⌄ Scroll down to continue ⌄

5 Things to Consider When Moving to New York

⌄ Scroll down to continue ⌄
5 Things to Consider When Moving to New York

So You’re Moving to New York…

You’re probably excited. You’re probably terrified. You probably hope you don’t run away in a few years. Here are a few questions you may be asking yourself, and the best answers  to make your move as seamless as possible.

1. Manhattan or Brooklyn?

Though Manhattan or Brooklyn used to be the question, the choice is more likely between Manhattan, Brooklyn, Queens, the Bronx, Staten Island, New Jersey, Westchester or Connecticut now. Though if you’re moving to New York, you probably want to be in one of the five boroughs.

⌄ Scroll down to continue reading article ⌄

⌄ Scroll down to continue reading article ⌄

Manhattan is obviously one of the most coveted boroughs. It has everything, from restaurants to shopping to nightclubs. This is the center of the hustle and bustle in the city. Brooklyn is considered the second-most coveted. Some even refer to Brooklyn as, “The new Manhattan.” Brooklyn tends to have a laid-back West Coast hipster vibe. More people actually migrate from Manhattan to Brooklyn to go out on a Friday night now than the other way around.

Queens has an industrial vibe yet is its own beast as the largest borough spatially. The Bronx is still a little rough, yet it has plenty of culture; the Bronx Zoo, the Bronx Botanical Gardens and the Grand Concourse are all touristy areas. Staten Island is very suburban and feels more like New Jersey than New York.

2. Broker or No Broker?

Most New Yorkers hire brokers to find their apartments, condos and co-ops. When most outsiders move to New York, they swear they don’t need a broker. Yet they often crack. It’s not a bad idea to find a broker before heading to the Big Apple. Even if you want to try to “go it alone” for a bit, you might want a broker in the long run. The New York City real estate system is set up to favor brokers. It doesn’t cost anything to talk to a broker and start looking at apartments, so try to keep an open mind.

⌄ Scroll down to continue reading article ⌄

⌄ Scroll down to continue reading article ⌄

3. Apartment, Condo or Co-op?

In New York City, you can rent or own. Apartments are rented and condos are purchased (though many New Yorkers refer to condos as apartments).

Co-ops are in between renting and buying. Most New Yorkers deal with high homeowners’ association (HOA) fees, though. Make sure you ask about HOA fees prior to looking at an apartment. You might also need to ask around about other fees too. If you own an apartment, your HOA fees go to preserve common areas – not your apartment. You’ll still need to pay for those costs on your own.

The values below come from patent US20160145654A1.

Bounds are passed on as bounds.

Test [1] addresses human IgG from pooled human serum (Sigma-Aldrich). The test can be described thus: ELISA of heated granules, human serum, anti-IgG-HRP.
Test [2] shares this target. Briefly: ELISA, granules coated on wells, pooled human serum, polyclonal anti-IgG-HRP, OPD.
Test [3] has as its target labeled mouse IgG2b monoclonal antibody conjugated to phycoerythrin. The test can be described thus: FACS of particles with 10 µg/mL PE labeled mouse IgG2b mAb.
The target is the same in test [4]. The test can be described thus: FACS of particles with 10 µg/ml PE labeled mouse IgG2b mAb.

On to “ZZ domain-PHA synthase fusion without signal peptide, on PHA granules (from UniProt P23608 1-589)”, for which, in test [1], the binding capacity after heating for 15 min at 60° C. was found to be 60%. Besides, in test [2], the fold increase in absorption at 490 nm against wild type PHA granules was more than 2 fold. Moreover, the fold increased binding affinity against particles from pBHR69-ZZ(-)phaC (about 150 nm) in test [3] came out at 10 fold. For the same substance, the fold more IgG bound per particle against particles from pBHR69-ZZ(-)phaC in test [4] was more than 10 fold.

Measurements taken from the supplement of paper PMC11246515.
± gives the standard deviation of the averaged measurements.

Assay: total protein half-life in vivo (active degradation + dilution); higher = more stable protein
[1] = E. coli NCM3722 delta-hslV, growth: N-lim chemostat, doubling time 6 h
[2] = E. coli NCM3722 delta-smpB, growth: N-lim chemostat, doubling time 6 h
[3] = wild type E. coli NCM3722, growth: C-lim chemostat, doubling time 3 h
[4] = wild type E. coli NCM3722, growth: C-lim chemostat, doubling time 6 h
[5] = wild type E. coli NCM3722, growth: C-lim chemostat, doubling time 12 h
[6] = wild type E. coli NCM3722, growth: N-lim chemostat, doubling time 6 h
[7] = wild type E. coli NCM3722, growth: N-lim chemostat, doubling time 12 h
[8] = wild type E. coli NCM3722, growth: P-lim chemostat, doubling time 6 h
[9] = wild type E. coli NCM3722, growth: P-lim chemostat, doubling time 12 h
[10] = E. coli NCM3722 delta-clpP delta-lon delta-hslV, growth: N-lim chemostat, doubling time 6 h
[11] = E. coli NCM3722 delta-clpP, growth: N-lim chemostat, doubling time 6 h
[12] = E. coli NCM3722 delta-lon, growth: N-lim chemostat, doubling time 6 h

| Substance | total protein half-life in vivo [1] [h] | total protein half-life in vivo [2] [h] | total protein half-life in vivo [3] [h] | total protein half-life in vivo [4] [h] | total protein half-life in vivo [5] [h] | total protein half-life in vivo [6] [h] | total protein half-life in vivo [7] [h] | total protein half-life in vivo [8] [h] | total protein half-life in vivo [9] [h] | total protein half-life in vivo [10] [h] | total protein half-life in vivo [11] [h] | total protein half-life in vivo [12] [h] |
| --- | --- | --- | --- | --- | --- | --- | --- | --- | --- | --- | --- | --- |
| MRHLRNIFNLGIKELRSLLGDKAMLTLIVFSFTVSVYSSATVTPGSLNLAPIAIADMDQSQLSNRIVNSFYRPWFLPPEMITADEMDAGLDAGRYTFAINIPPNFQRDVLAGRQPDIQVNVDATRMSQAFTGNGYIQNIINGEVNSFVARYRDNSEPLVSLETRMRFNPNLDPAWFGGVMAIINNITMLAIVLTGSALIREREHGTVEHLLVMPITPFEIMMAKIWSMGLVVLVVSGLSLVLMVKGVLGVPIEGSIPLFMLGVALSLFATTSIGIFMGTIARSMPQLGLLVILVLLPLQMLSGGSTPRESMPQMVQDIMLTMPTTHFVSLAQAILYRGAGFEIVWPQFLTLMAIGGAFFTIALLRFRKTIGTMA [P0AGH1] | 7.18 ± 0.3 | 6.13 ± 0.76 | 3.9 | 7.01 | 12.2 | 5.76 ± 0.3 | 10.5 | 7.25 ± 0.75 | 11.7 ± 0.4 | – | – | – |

4. What’s Up with Your Neighborhood?

New York City neighborhoods are ever-changing. They are practically living things. The neighborhood you move into won’t be the same hood in three-to-five years. New York is a transient culture. Nearly 8.5 million people live in the city right now. That number rises every year. This is kind of shocking when you think about how many people move to and from New York each year. Neighborhoods can change fast – which can be good and bad. Tons of factors can change a neighborhood’s flavor.

⌄ Scroll down to continue reading article ⌄
⌄ Scroll down to continue reading article ⌄

One of the major changes is gentrification, which is the changing of the social and economic climate of an area. Even though gentrification will probably change your neighborhood for the better, it will probably change your neighborhood in ways you do not enjoy too. Your favorite restaurant will close in a year and become a Duane Reade. The only family on the block who has lived here for more than two years will move away.

5. Where are the Subways?

It’s hard for people who are moving New York from “driving cities” to adapt to the walking and subway lifestyle. Plenty of people bring their cars with them. Most people ditch the cars after a few months. It’s extremely expensive to own a car in New York City. It’s equally expensive – and just as annoying – to take cabs everywhere.

Everyone uses the subway. Even wealthy residents and celebrities. It’s just more convenient than a car. Make sure your new apartment is close to the subway – within a few blocks.

⌄ Scroll down to continue reading article ⌄
⌄ Scroll down to continue reading article ⌄

Featured photo credit: Aurelien Guichard/New York City via flic.kr

More by this author

Bethany Cleg

Photographer, Entrepreneur

Top 10 Most Affordable Cities in Southern California
Top 10 Most Affordable Cities in Southern California
10 Small Changes To Make Your House Feel Like A Home
10 Small Changes To Make Your House Feel Like A Home
5 Things to Consider When Moving to New York
5 Things to Consider When Moving to New York
10 Things That Happen When You Move Across the Country
10 Things That Happen When You Move Across the Country
A Step-By-Step Guide To Achieving Mindfulness
A Step-By-Step Guide To Achieving Mindfulness

Trending in Home

1 10 Easy Tips to Instantly Declutter Your Home 2 20 Easy DIY Art Projects for Your Walls 3 The Most Creative Uses for Binder Clips You’ll Ever See 4 The World’s 10 Best Cities to Call Home 5 15 Most Liveable Cities in the World

Read Next

Advertising
Advertising

Explore the Full Life Framework

Advertising
Advertising